EDITOR: | June 2nd, 2019

The Reality: China is Geared-up to Manufacture Your Electric Vehicle in China

| June 02, 2019 | No Comments
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Over the past 25 years China has been progressively moving downstream, such that it now dominates not only the production of rare earths per se, but also through the rare earths embedded in magnets, drives, electric vehicles, computers, cell phones etc that are produced in China. We are aware that through Made in China 2025 there is a goal to produce 50% of the global demand for electric vehicles (EVs) and hybrid vehicles by 2025; that is quite apart from the manufacture and export of wind turbines, MRIs, domestic appliances, computers etc. China has achieved its current dominance through quotas, taxes and lax environmental legislation; which has been rectified to a limited extent by the recent removal of export quotas and taxes, but the low cost of production due to lax enforcement of environmental legislation still favours China.

To reduce greenhouse gas emissions most of the rest of world (ROW) nations have put legislation in place that mandates an increasing percentage of automobile sales must be in the form of EVs and hybrids. Due to the China’s dominant position (~90%) as the manufacturer of rare earth permanent magnets (REPMs) the vast majority of these ROW EVs and hybrids contain rare earths produced in China. Over the past 10-15 years, through the ready access to domestic rare earths at low prices, China has been able to persuade many automotive industry manufacturers to locate their manufacturing facilities in China. As a result of their success in this regard, coupled with the fact that China’s rare earth separation capacity is approximately twice global demand, it is very difficult for new projects to obtain the necessary supply contracts from end users that would underwrite the funding for another ROW development independent of China. Lynas is doing a great job; but we need more diversity.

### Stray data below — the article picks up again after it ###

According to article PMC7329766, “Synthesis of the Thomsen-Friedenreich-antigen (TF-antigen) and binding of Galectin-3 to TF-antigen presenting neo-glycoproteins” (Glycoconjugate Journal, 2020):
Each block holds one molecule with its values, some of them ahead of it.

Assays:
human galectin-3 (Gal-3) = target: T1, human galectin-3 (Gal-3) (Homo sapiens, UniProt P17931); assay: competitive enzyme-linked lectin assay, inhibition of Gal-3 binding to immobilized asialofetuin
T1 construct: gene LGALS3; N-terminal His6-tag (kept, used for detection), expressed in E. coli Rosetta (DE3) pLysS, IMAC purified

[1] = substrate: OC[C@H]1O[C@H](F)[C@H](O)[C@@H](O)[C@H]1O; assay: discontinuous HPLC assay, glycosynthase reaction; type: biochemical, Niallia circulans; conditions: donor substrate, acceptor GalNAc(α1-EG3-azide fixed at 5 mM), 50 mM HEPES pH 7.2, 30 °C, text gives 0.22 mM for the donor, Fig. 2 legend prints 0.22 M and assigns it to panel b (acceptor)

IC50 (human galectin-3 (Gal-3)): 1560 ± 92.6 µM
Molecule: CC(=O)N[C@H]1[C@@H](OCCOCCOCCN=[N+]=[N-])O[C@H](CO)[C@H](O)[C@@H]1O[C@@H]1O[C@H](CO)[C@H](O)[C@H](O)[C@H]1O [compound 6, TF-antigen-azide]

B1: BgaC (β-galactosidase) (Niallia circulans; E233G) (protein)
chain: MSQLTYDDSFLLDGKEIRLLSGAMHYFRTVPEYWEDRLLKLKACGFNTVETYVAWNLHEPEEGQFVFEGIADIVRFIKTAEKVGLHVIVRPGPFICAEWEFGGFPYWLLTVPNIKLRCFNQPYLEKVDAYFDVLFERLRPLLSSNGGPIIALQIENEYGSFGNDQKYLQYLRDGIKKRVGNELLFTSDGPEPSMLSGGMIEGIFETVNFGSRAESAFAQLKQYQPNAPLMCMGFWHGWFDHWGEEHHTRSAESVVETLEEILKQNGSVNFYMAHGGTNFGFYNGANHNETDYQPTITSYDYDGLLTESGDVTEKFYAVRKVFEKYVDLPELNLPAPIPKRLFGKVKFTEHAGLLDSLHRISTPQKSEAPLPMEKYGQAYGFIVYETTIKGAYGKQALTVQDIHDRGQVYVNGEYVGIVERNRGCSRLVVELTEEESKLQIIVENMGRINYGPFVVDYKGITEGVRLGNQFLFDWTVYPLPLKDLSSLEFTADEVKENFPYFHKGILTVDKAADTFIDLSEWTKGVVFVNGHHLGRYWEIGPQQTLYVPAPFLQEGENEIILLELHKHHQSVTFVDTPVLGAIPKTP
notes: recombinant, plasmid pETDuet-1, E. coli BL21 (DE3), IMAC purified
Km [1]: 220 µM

The rare earth end users have been aware of this progressive domination by China of the rare earth value-add manufacturing chain for 3-4 years. Unfortunately, by and large, our industry leaders, like our politicians today, are not prepared to make a commitment that will not yield results for 3-5 years from which their successor may benefit! The focus on price without regard to the need for diversity for sustainability and regard for the environment (in China) has made China’s task of attracting automotive industry manufacturing to China relatively easy. The impact of the migration of several million automotive industry jobs to China from the USA, Europe, and Asia (outside China) over the coming years is now being recognised.

China does not have to formally ban the export of rare earths to increase its monopoly of rare earth downstream manufacturing. In consultation with the appointed six State-Owned Enterprises (SOEs), who have been entrusted with owning and operating the rare earths industry, it could be decided that as China’s rare earth resources are finite then their sale/use should be restricted to their domestic industry. Effectively this means China would sell rare earths to ROW embedded in original equipment; not as rare earth chemicals or metals. In other words, it could well be that within a few years the EV/hybrid that you purchase from a ROW brand will, more than likely, have been manufactured, wholly or in large part, in China.

It is time for our industry leaders and politicians to stop wringing their hands and take some action before there is a real crisis in terms of employment in the automotive industry and other rare earth end-user industries.

Think about the implications of the above if no action is taken; reduced employment opportunities for your children and grandchildren.

Professor Dudley J. Kingsnorth
Western Australian School of Mines
Industrial Minerals Company of Australia


Dudley Kingsnorth

Editor:

Dudley Kingsnorth has over 45 years experience in the international mining industry through positions that he has held in operations, project development, marketing, technical consultancies ... <Read more about Dudley Kingsnorth>


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